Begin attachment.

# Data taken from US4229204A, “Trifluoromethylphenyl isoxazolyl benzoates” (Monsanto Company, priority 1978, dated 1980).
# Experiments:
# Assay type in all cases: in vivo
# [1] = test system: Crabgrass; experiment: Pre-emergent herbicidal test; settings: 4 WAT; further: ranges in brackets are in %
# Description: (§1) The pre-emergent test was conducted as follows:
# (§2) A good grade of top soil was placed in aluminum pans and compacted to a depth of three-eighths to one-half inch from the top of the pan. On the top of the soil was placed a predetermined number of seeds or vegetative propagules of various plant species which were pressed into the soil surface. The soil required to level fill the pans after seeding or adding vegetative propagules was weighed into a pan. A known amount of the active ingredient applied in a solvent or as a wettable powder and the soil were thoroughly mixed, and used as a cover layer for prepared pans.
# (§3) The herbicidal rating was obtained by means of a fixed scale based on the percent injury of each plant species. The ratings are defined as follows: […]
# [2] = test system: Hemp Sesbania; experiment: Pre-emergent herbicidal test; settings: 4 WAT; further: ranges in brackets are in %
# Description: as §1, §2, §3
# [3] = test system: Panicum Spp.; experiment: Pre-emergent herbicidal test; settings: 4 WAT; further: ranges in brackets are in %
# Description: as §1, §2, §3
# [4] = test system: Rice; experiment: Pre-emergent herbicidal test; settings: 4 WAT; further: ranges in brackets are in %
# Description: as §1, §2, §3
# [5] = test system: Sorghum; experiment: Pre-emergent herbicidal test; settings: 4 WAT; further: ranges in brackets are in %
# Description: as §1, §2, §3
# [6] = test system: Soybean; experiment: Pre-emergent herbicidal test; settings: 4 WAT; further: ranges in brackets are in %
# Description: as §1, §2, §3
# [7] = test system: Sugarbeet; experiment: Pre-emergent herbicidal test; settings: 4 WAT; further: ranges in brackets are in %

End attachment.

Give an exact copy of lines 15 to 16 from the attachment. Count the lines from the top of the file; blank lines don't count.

# Description: as §1, §2, §3
# [6] = test system: Soybean; experiment: Pre-emergent herbicidal test; settings: 4 WAT; further: ranges in brackets are in %